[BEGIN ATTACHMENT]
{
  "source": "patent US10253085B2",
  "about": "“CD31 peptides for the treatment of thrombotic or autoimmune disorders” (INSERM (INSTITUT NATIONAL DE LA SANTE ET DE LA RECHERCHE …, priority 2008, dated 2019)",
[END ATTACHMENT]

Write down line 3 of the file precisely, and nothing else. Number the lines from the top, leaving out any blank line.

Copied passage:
  "about": "“CD31 peptides for the treatment of thrombotic or autoimmune disorders” (INSERM (INSTITUT NATIONAL DE LA SANTE ET DE LA RECHERCHE …, priority 2008, dated 2019)",